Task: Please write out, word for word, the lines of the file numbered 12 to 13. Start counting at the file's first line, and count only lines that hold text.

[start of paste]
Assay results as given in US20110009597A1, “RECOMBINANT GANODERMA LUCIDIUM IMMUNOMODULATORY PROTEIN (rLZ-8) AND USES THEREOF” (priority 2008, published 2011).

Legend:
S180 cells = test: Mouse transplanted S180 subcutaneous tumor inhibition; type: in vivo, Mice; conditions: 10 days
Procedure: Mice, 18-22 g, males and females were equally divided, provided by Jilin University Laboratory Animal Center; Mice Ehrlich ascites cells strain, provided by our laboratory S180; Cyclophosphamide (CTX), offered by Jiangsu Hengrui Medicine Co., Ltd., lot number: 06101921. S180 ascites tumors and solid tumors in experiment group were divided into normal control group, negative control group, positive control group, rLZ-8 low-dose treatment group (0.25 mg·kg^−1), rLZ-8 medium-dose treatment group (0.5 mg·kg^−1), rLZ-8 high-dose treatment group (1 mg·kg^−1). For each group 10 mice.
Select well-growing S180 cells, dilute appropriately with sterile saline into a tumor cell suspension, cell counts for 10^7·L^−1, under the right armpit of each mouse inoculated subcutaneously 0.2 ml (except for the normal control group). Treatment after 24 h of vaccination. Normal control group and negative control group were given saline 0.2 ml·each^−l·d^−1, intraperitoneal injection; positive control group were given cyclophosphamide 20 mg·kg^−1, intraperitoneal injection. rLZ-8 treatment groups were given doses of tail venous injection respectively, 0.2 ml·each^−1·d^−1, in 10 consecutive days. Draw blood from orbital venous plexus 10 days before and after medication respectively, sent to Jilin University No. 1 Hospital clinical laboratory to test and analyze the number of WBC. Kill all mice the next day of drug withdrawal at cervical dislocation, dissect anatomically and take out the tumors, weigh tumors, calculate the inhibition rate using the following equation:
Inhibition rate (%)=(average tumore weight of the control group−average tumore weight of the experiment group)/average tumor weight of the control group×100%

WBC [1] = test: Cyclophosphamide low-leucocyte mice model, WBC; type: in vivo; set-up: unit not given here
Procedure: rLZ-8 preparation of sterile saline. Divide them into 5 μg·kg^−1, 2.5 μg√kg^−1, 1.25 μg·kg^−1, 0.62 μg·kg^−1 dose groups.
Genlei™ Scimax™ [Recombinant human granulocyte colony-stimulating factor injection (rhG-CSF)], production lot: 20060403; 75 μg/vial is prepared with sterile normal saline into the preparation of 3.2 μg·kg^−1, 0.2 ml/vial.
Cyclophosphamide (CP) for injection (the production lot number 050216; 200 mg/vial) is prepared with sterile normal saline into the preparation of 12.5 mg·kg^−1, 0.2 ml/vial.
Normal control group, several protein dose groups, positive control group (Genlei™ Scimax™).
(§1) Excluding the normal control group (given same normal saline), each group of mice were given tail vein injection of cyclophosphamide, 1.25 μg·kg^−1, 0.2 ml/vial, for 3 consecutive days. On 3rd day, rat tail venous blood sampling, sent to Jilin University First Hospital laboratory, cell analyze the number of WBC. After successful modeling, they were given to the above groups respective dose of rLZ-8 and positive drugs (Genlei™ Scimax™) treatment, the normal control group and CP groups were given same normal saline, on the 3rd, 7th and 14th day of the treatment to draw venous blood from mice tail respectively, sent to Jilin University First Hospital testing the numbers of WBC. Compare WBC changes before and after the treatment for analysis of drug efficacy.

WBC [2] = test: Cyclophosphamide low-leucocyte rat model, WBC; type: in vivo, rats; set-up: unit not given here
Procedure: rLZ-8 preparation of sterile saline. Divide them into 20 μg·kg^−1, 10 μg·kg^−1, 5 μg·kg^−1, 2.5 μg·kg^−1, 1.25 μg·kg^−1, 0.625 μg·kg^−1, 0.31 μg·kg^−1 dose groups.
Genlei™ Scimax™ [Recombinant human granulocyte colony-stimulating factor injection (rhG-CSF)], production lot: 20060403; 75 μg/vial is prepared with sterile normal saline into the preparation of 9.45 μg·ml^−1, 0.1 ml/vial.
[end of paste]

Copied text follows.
(§1) Excluding the normal control group (given same normal saline), each group of mice were given tail vein injection of cyclophosphamide, 1.25 μg·kg^−1, 0.2 ml/vial, for 3 consecutive days. On 3rd day, rat tail venous blood sampling, sent to Jilin University First Hospital laboratory, cell analyze the number of WBC. After successful modeling, they were given to the above groups respective dose of rLZ-8 and positive drugs (Genlei™ Scimax™) treatment, the normal control group and CP groups were given same normal saline, on the 3rd, 7th and 14th day of the treatment to draw venous blood from mice tail respectively, sent to Jilin University First Hospital testing the numbers of WBC. Compare WBC changes before and after the treatment for analysis of drug efficacy.

WBC [2] = test: Cyclophosphamide low-leucocyte rat model, WBC; type: in vivo, rats; set-up: unit not given here